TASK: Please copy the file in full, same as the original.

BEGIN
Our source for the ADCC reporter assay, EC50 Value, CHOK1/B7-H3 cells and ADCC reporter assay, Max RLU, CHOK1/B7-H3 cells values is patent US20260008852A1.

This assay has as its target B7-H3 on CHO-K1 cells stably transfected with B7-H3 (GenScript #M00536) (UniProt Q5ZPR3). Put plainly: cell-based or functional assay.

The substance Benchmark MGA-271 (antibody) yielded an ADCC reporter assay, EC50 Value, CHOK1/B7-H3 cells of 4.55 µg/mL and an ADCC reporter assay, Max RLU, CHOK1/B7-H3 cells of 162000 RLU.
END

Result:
Our source for the ADCC reporter assay, EC50 Value, CHOK1/B7-H3 cells and ADCC reporter assay, Max RLU, CHOK1/B7-H3 cells values is patent US20260008852A1.

This assay has as its target B7-H3 on CHO-K1 cells stably transfected with B7-H3 (GenScript #M00536) (UniProt Q5ZPR3). Put plainly: cell-based or functional assay.

The substance Benchmark MGA-271 (antibody) yielded an ADCC reporter assay, EC50 Value, CHOK1/B7-H3 cells of 4.55 µg/mL and an ADCC reporter assay, Max RLU, CHOK1/B7-H3 cells of 162000 RLU.